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Commentary |

A Handy Tool to Teach Segmental Liver Anatomy to Surgical Trainees

Eric M. Pauli, MD; Kevin F. Staveley-O'Carroll, MD, PhD; Malcolm V. Brock, MD; David T. Efron, MD; Gershon Efron, MD
Arch Surg. 2012;147(8):692-693. doi:10.1001/archsurg.2012.689.
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Sound knowledge of hepatic anatomy is a prerequisite for anatomical surgery of the liver.1 In an era in which new technology and new techniques have increased the indications for hepatic surgery and improved the mortality rates after such procedures,2 this statement rings more true now than ever. With hepatic resections being performed more frequently worldwide, more surgical trainees are exposed to these operative procedures.3 Therefore, there is a greater call for understanding functional hepatic anatomy4; a surgeon's knowledge of hepatic anatomy commonly determines a patient's outcome.5

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Figure 1. Couinaud segments 1 through 8. A, Segments overlaid on a model of the liver. R indicates right portal vein; L, left portal vein. B, Segments overlaid on a model of the right hand. The caudate lobe (segment 1) is represented by the thumb tucked behind the other digits.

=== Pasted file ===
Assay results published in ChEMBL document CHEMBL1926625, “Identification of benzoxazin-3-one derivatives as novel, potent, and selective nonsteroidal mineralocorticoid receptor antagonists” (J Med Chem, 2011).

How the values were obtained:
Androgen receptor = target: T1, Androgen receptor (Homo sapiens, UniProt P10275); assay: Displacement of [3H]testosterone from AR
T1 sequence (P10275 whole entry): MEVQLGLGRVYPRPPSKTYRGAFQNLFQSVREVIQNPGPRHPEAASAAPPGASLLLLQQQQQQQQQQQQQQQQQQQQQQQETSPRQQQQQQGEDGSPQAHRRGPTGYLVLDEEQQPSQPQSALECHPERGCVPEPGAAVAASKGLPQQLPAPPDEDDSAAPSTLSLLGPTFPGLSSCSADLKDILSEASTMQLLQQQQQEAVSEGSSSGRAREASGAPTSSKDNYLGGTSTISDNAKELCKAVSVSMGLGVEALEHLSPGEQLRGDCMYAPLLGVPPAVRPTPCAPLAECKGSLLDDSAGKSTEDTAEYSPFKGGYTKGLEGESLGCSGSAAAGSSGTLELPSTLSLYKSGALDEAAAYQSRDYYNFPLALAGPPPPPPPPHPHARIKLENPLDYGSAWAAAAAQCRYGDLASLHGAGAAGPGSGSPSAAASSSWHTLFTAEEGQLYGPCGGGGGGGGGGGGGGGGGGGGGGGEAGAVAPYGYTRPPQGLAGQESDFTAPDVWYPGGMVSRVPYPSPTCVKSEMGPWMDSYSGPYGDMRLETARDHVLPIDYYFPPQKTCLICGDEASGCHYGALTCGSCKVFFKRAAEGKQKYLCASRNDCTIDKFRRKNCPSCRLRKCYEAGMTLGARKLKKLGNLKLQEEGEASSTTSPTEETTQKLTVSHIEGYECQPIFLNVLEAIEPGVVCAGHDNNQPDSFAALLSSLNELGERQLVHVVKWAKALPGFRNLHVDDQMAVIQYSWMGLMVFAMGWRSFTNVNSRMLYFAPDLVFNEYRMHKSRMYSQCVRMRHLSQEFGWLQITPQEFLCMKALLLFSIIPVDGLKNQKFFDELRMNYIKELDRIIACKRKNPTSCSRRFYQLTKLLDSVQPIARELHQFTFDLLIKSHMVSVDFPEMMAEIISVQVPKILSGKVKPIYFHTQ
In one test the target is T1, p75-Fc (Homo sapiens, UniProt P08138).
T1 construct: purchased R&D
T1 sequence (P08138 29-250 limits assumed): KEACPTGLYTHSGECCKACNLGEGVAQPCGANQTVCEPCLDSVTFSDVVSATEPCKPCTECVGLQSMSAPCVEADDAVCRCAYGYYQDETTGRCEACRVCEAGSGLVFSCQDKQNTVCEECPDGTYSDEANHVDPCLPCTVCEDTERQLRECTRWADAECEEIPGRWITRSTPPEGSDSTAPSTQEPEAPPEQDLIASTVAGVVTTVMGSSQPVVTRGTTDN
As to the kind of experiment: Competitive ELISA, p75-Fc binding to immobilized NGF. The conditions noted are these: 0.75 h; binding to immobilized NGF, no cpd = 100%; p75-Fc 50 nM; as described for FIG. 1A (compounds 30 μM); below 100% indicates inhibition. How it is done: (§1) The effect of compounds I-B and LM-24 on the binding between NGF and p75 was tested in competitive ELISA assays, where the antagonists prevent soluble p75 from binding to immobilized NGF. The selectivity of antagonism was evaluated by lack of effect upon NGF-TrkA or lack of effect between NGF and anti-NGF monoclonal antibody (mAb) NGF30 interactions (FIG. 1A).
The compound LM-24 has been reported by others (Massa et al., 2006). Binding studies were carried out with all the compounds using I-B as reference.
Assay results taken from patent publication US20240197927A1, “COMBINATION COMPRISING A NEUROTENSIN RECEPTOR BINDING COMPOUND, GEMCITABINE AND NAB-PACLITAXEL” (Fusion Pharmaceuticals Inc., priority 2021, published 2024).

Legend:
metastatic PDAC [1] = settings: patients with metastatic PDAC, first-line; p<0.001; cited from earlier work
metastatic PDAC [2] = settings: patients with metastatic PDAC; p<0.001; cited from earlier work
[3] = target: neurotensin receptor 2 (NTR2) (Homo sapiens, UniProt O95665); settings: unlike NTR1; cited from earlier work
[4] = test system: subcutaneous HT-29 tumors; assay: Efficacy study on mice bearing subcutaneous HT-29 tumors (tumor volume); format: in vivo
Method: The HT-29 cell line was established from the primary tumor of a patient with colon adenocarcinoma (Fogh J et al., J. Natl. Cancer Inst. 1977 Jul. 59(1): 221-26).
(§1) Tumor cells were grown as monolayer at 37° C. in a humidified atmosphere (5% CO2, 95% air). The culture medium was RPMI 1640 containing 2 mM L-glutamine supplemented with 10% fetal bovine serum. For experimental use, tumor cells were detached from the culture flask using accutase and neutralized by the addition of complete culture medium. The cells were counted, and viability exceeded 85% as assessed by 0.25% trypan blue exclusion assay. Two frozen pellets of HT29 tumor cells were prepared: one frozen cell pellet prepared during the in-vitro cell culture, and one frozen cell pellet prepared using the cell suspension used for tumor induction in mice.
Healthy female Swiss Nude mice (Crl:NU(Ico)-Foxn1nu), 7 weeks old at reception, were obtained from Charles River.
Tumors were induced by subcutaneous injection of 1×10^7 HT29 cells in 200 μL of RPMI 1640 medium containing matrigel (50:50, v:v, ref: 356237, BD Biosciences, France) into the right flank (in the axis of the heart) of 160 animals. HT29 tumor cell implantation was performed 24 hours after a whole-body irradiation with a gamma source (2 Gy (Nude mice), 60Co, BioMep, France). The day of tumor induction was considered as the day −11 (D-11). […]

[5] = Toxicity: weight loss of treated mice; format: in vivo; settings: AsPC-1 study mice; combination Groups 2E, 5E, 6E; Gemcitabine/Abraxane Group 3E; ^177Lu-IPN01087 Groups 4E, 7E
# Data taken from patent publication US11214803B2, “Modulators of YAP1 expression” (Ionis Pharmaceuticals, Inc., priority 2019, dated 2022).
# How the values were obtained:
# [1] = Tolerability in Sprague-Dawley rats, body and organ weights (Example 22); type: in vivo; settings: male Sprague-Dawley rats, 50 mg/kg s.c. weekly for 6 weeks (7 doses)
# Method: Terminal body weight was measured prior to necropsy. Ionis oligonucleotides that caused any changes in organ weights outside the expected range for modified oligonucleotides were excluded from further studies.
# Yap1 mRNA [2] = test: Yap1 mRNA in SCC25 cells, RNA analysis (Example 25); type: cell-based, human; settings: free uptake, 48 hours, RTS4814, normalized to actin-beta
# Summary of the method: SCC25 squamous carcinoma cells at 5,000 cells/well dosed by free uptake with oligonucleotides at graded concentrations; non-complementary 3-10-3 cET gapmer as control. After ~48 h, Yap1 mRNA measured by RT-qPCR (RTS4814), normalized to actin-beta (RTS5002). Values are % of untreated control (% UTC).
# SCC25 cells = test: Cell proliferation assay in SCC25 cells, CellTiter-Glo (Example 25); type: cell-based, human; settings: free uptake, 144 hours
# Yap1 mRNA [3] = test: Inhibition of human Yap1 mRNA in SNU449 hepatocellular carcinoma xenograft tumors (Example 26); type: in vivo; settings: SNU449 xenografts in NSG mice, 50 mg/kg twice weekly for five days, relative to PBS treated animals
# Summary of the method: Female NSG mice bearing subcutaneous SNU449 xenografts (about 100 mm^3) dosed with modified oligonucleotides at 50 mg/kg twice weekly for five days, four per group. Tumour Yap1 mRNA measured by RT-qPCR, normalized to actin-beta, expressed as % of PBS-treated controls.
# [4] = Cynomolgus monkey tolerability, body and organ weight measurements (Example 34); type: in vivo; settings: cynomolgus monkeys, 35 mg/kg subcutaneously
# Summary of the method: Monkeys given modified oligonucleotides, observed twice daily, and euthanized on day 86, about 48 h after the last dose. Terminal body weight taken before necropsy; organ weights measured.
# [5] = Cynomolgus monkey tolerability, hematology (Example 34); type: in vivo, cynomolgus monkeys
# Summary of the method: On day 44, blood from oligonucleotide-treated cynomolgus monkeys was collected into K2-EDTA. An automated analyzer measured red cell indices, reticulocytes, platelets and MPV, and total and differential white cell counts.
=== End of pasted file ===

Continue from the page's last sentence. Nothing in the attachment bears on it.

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Figure 2. Right (R), middle (M), and left (L) hepatic veins demonstrating the 4 hepatic divisions and 2 hemi-livers. A, Veins overlaid on a model of the liver; B, veins overlaid on a model of the right hand.

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The American Medical Association is accredited by the Accreditation Council for Continuing Medical Education to provide continuing medical education for physicians. The AMA designates this journal-based CME activity for a maximum of 1 AMA PRA Category 1 CreditTM per course. Physicians should claim only the credit commensurate with the extent of their participation in the activity. Physicians who complete the CME course and score at least 80% correct on the quiz are eligible for AMA PRA Category 1 CreditTM.
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